Above all, they claimed that the president had manipulated intelligence about Iraqi weapons of mass destruction, and thus the premise of the war. But copies of the National Intelligence Estimate on which the president’s decision was based were provided to every Democratic senator who voted for or against it. The findings were confirmed by government intelligence agencies around the world, including those of France, Britain, Russia, and Jordan. In other words, President Bush could not have manipulated the intelligence on which the vote was based and the war was actually authorized.
It was July 2003, only four months after American forces had entered Iraq, when the Democratic Party launched its first all-out attack on the president’s credibility and the morality of the war. The opening salvos were reported in a New York Times article: “Democratic presidential candidates offered a near-unified assault today on President Bush’s credibility in his handling of the Iraq War, signaling a shift in the political winds by aggressively invoking arguments most had shunned since the fall of Baghdad.”
While American forces battled al-Qaeda and Ba’athist insurgents in the Iraqi capital, the Democratic National Committee released a television ad that focused not on winning those battles, but on the very legitimacy of the war. The theme of the ad was “Read His Lips: President Bush Deceives the American People.” The alleged deception was sixteen words that had been included in the State of the Union address which he delivered on the eve of the conflict.
These words summarized a British intelligence report claiming that Iraq had attempted to acquire fissionable uranium in the African state of Niger, thus indicating Saddam’s (well-known) intentions to develop nuclear weapons. The report was subsequently confirmed by a bipartisan Senate committee and a British investigative commission, but not until many months had passed and the Democratic attacks had taken their toll. On the surface, the attacks were directed at the president’s credibility for repeating the British claim. But their clear implication was to question the decision to go to war—in other words, to cast doubt on the credibility of the American cause. If Saddam had not sought fissionable uranium in Niger, it was suggested, then the White House had lied in describing Saddam as a threat.
In the midst of a war, and in the face of a determined terrorist resistance in Iraq, Democrats had decided to launch an attack on America’s presence on the field of battle. This separated their assault from the normal criticism of war policies. Senator John Edwards, then a candidate for the Democrats’ 2004 presidential nomination, had voted to authorize the war and was still claiming to support it. In an interview with The New York Times, he identified the significance of the Democrats’ attack: “The most important attribute that any president has is his credibility—his credibility with the American people, with its allies and with the world.” But even as Edwards said this, he joined the Democrats’ attack, publicly insinuating that the president was a liar who had deceived the American people on the gravest issue imaginable. “When the president’s own statements are called into question,” Edwards explained to the reporter, “it’s a very serious matter.”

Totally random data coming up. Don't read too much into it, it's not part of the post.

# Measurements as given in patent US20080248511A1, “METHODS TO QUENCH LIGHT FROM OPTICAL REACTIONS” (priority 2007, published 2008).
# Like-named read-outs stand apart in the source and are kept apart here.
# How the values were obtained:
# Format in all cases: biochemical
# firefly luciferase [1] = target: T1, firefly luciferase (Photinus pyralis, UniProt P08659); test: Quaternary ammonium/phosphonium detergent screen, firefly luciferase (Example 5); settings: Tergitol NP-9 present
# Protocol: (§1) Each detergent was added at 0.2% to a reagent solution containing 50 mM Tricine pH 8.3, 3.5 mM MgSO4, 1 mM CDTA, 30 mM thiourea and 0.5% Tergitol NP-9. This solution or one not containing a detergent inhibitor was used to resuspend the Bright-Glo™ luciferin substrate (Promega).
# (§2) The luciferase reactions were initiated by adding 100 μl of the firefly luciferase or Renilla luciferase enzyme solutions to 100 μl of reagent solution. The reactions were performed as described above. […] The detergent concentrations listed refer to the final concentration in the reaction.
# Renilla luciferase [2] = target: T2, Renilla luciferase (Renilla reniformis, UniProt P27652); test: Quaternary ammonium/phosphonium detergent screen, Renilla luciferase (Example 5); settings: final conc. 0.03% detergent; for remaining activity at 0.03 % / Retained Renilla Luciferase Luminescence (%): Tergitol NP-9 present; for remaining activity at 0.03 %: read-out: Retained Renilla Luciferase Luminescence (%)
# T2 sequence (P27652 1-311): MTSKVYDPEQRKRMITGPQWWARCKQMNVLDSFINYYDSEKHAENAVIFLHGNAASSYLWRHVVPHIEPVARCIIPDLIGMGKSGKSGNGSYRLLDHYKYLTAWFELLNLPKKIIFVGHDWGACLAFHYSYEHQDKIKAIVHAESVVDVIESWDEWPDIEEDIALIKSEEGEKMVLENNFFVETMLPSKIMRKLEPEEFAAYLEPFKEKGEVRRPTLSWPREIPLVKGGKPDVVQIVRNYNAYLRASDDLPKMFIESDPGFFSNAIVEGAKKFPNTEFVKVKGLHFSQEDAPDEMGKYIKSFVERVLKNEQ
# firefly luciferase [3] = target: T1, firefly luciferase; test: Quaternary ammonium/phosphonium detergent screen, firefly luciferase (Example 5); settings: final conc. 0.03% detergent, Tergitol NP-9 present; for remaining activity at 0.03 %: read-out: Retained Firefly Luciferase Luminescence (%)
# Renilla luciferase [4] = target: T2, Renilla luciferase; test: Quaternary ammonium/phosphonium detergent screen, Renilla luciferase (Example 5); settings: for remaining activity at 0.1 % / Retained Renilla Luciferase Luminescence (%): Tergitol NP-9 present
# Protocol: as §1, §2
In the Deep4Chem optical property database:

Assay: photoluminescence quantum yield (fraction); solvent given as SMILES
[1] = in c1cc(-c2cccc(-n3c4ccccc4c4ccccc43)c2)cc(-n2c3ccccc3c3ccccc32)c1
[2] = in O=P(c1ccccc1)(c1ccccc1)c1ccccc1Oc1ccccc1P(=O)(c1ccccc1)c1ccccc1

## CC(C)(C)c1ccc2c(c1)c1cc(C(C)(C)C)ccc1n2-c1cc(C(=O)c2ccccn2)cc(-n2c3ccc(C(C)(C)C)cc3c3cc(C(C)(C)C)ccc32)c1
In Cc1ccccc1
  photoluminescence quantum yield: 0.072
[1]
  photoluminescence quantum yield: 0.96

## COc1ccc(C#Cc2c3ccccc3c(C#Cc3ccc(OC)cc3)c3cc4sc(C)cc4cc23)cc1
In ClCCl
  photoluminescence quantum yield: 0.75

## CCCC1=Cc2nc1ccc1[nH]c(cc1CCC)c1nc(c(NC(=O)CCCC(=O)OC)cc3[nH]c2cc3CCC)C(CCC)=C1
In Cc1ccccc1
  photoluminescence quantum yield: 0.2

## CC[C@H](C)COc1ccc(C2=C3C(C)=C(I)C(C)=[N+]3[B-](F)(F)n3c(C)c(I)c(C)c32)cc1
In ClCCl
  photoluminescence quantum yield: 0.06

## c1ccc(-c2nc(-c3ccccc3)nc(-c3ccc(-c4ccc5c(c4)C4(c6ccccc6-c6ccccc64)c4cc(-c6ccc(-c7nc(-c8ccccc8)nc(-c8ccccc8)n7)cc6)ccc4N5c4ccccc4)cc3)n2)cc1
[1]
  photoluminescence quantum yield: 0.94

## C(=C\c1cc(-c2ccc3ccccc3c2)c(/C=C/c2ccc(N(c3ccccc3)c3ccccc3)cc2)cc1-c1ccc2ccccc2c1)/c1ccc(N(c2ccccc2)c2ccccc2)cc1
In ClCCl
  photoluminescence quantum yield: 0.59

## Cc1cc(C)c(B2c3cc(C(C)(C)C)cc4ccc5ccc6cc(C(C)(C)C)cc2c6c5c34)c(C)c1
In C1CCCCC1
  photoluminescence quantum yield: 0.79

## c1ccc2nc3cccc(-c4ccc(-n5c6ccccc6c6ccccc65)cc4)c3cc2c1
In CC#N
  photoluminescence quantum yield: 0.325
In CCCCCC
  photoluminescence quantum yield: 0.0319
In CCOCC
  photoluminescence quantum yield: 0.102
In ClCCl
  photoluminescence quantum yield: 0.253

No president can marshal his nation’s resources if his people distrust him or don’t believe in their own cause. To attack a president’s credibility in the middle of a war, over a matter as ambiguous as a sixteen-word summary of an allied intelligence report, is an attempt to undermine the war itself. General Ion Mihai Pacepa was the highest-ranking intelligence official ever to defect from the Soviet bloc during the Cold War. In a commentary about the attacks on President Bush during the war in Iraq, Pacepa recalled in an August 2007 op-ed piece in the Wall Street Journal: “Sowing the seeds of anti-Americanism by discrediting the American president was one of the main tasks of the Soviet-bloc intelligence community during the years I worked at its top levels.”
During the Vietnam War, General Pacepa wrote, Soviet intelligence had “spread vitriolic stories around the world, pretending that America’s presidents sent Genghis Khan-style barbarian soldiers to Vietnam who raped at random, taped electrical wires to human genitals, cut off limbs, blew up bodies and razed entire villages. Those weren’t facts. They were our tales, but … as Yuri Andropov, who conceived this dezinformatsiya war against the U.S., used to tell me, people are more willing to believe smut than holiness.”